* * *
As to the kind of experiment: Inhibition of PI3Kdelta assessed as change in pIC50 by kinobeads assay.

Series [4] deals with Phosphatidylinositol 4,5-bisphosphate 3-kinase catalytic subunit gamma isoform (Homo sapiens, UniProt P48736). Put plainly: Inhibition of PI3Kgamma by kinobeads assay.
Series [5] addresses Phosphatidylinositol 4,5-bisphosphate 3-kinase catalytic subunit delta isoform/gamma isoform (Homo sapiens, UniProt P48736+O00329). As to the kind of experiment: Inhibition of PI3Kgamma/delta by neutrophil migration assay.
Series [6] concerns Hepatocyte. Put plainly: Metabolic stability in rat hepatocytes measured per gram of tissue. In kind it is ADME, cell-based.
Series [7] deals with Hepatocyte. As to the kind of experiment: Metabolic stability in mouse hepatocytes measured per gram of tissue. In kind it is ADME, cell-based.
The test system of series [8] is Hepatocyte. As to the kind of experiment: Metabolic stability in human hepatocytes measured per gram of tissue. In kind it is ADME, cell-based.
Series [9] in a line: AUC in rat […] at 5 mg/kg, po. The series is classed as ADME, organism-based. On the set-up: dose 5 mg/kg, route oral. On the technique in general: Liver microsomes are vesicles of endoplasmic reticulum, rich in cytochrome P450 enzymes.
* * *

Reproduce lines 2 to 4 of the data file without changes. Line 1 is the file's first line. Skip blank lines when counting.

Series [4] deals with Phosphatidylinositol 4,5-bisphosphate 3-kinase catalytic subunit gamma isoform (Homo sapiens, UniProt P48736). Put plainly: Inhibition of PI3Kgamma by kinobeads assay.
Series [5] addresses Phosphatidylinositol 4,5-bisphosphate 3-kinase catalytic subunit delta isoform/gamma isoform (Homo sapiens, UniProt P48736+O00329). As to the kind of experiment: Inhibition of PI3Kgamma/delta by neutrophil migration assay.
Series [6] concerns Hepatocyte. Put plainly: Metabolic stability in rat hepatocytes measured per gram of tissue. In kind it is ADME, cell-based.